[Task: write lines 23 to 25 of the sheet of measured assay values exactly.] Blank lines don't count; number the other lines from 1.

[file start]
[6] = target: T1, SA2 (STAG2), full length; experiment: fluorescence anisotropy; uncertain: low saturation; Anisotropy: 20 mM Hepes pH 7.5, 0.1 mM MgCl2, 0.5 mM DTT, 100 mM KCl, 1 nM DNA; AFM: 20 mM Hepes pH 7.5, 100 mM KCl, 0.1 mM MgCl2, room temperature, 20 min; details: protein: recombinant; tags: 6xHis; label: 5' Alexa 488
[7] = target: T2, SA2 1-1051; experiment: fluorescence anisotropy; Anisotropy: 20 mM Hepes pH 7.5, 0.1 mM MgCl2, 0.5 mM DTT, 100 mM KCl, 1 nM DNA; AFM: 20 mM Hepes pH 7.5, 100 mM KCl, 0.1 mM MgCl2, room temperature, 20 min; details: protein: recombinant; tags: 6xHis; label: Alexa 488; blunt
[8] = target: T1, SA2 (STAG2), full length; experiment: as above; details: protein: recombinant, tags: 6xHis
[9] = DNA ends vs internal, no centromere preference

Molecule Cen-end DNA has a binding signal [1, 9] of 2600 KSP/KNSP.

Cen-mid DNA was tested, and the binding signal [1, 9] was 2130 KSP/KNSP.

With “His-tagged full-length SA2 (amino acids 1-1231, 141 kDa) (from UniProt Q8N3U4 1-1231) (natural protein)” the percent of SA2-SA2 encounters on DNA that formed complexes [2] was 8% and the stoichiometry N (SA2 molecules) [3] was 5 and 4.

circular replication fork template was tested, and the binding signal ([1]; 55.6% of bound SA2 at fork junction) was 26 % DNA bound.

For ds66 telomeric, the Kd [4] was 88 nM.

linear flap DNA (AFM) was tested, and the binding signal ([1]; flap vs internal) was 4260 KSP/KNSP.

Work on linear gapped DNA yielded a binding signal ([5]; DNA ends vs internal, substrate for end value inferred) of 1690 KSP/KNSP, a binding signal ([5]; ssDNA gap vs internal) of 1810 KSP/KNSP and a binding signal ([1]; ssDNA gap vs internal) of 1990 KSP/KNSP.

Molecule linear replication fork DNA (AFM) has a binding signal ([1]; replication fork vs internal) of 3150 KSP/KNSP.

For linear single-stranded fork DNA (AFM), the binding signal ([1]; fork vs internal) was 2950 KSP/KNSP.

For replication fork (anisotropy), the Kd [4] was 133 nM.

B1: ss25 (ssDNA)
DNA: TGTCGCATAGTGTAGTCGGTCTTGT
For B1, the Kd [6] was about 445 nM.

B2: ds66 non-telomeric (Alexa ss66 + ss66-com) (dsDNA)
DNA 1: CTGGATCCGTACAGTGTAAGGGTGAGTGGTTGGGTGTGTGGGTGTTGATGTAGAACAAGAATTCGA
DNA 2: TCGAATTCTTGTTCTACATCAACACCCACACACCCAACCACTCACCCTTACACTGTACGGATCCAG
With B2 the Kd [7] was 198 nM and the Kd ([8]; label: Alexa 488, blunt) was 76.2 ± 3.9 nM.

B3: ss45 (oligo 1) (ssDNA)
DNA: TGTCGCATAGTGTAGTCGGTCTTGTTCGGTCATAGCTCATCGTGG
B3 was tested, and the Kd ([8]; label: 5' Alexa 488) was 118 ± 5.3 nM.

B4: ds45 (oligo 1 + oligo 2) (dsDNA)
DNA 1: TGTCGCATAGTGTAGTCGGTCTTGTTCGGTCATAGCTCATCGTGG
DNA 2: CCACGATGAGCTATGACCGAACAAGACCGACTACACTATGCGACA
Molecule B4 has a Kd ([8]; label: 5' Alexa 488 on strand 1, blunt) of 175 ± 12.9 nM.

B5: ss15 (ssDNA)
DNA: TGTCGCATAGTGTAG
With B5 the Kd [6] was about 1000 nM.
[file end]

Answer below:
DNA: TGTCGCATAGTGTAGTCGGTCTTGTTCGGTCATAGCTCATCGTGG
B3 was tested, and the Kd ([8]; label: 5' Alexa 488) was 118 ± 5.3 nM.

B4: ds45 (oligo 1 + oligo 2) (dsDNA)